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Re: a digital dream 27 Oct 2007 22:43 #16718

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<BLOCKQUOTE><font size="1" face="Verdana, Arial, helvetica">quote:</font><HR>Originally posted by muviebuf:
Wasn't it the Transit Drive In that was used for a test of the Digital Projection on the outdoor screens?<HR></BLOCKQUOTE>

Yes, it was. 98 foot screen. Picture quality was excellent. Brighter equipment is on the market today, and there will be even brighter units available in the future.

I'm expecting to install digital on all of my screens at once within the next 2-5 years, depending upon the timing of the CBG rollout. I'm in no great hurry, but when the CBG strikes their deal, I've got my seat on the train. Not all 6,000+ screens will be installed in the first year, and it could even take more than two years. Either way, I'll be prepared when it happens.

Rick
"As long as there are sunsets and stars at night, there will always be drive-in movies."
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Re: a digital dream 27 Oct 2007 23:59 #16719

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<BLOCKQUOTE><font size="1" face="Verdana, Arial, helvetica">quote:</font><HR>Originally posted by Narrow Gauge:
It is a statistical fact (even using your numbers) that digital is not as reliable as film. <HR></BLOCKQUOTE>

I wonder what the reliability of 35mm was less than ten years into its deployment? Digital projection will exceed the success rate of film in a very short time, if it hasn't already. The first deployment from Access/IT is barely two years into its run, and they claim to be at 99.3%. That will only improve as more systems come online, and better means of content and key delivery are implemented.


<BLOCKQUOTE><font size="1" face="Verdana, Arial, helvetica">quote:</font><HR>Originally posted by Narrow Gauge:
Independents need to know that this system is not perfected yet. I'm sorry that this dampers your cheerleading but do not mislead this forum with your digital hype. <HR></BLOCKQUOTE>

35mm is hardly a perfected means of film presentation. There is noticable jitter and weave in virtually every showing. Dust and dirt accumulate on prints on a daily basis, if not scratches. You will never see dust, dirt, or scratches on a digitaly projected image. Even after a 10 week run, and I ran several films this summer for more than 10 weeks. Digital has, without question, surpassed the presentation quality of 35mm film. Those who disagree with that are living in a different state of reality. That is not cheerleading, that is a documented fact.


<BLOCKQUOTE><font size="1" face="Verdana, Arial, helvetica">quote:</font><HR>Originally posted by Narrow Gauge:
Moreover when a digital system crashes it can take up to 30 minutes to reboot-it takes most of us less than 5 minutes to fix a film break or wrap. <HR></BLOCKQUOTE>
A 35mm film breakdown can certainly take over 30 minutes to fix. Similarly, some digital projection breakdowns can be fixed in well under 5 minutes, and there is no law of technology that says digital cinema will be unfixable on site. It depends on the nature of the breakdown, just as with 35mm film. Try replacing a verticle shaft in less than 30 minutes, or a gearbox. 35mm is just as capable of incurring a dark screen as digital projection.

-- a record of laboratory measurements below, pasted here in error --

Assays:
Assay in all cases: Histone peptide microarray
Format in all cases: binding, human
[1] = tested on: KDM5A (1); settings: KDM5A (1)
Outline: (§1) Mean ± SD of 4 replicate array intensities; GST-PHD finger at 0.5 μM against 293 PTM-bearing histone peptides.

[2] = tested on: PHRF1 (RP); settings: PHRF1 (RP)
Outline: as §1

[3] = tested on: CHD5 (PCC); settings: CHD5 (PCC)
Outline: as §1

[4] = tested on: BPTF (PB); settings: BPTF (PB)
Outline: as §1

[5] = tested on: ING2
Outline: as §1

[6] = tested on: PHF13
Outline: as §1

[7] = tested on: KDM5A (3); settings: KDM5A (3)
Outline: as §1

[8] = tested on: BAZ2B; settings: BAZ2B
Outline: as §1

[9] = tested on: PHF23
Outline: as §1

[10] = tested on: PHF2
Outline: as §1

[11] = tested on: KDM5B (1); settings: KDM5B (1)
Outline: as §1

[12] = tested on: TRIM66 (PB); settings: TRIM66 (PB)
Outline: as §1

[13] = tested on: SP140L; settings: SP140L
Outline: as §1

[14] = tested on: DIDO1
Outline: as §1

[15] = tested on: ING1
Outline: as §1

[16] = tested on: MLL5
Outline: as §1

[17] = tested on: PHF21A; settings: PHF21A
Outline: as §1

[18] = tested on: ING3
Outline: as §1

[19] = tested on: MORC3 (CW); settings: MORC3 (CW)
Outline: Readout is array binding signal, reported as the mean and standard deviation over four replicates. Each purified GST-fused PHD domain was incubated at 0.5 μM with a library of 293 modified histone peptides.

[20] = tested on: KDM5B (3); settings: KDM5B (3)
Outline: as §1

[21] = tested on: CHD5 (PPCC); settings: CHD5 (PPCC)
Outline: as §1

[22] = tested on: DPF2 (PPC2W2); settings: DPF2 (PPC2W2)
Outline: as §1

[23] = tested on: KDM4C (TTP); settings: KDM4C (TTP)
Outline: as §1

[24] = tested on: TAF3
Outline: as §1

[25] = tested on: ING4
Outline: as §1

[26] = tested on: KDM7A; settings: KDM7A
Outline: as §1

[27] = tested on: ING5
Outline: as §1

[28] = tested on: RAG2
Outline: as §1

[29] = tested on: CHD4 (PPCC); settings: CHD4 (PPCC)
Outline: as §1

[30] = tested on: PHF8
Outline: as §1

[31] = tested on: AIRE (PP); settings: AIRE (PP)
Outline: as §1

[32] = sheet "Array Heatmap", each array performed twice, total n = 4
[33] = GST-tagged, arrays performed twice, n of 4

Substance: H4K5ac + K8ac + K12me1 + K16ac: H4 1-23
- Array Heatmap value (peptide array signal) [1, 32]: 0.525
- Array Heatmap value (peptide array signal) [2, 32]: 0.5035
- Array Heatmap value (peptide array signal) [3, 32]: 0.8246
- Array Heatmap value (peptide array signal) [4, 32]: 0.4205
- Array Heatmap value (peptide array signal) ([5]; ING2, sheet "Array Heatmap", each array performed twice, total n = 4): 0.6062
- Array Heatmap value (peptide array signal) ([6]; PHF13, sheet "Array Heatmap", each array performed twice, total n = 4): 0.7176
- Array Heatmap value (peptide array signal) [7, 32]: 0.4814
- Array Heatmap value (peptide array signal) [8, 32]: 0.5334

<BLOCKQUOTE><font size="1" face="Verdana, Arial, helvetica">quote:</font><HR>Originally posted by Narrow Gauge:
Mike Labbe has installed numerous digital screens in Mass and a few here in Maine(Cinamagic). Yes he is a good technician of 35mm and I assume digital. Mike will have a job in this industry whether digital is 2012 or 2020. Mike is as solid as they come and I'm sorry his advice(from the actual trenches) means way more to me than the official NATO line. <HR></BLOCKQUOTE>
The back of a cereal box would mean more to you than any advice from NATO, and that has everything to do with your narrow minded thinking and nothing to do with NATO's many valuable contributions to theatrical exhibition . What I do know, from talking with several 35mm film technicians and equipment dealers, is that they all have a vested financial interest in keeping 35mm in as many theatre locations as possible, for as long as possible. That makes their opinions extreamly biased, in my view.


<BLOCKQUOTE><font size="1" face="Verdana, Arial, helvetica">quote:</font><HR>Originally posted by Narrow Gauge:
How many installs have you done Rick. How many emergency trips to theaters have you responded to. If anything technicians will be more valuable than ever as new technology always means more problems initially. <HR></BLOCKQUOTE>
I don't think any posts I've made on here has indicated that I am a theatre technician, so I assume your question is a rhetorical one. I am expecting to see about the same number of problems with digital projection as there is today with 35mm, possibly even less. As the technology evolves, digital projection should be even more reliable in the long run than 35mm film, as there are fewer moving parts. Calibration and regular maintenance are something to be expected, as is the case with properly maintained 35mm projection.

<BLOCKQUOTE><font size="1" face="Verdana, Arial, helvetica">quote:</font><HR>Originally posted by Narrow Gauge:
John Gallucci has worked for Kinoton of America for 30 years. He freely admits that while the kinoton digital projector looks nice on the screen it still does not surpass film. <HR></BLOCKQUOTE>
This person is a proponent of 35mm film, and Kinoton is barely even involved with digital projection, currently. The only digital projectors being seriously considered for theatrical installations today are Barco, Christie, NEC, and Sony. It does not surprise me at all to hear that Kinoton is going to stand behind 35mm film, since that is where the majority of their revenue is coming from.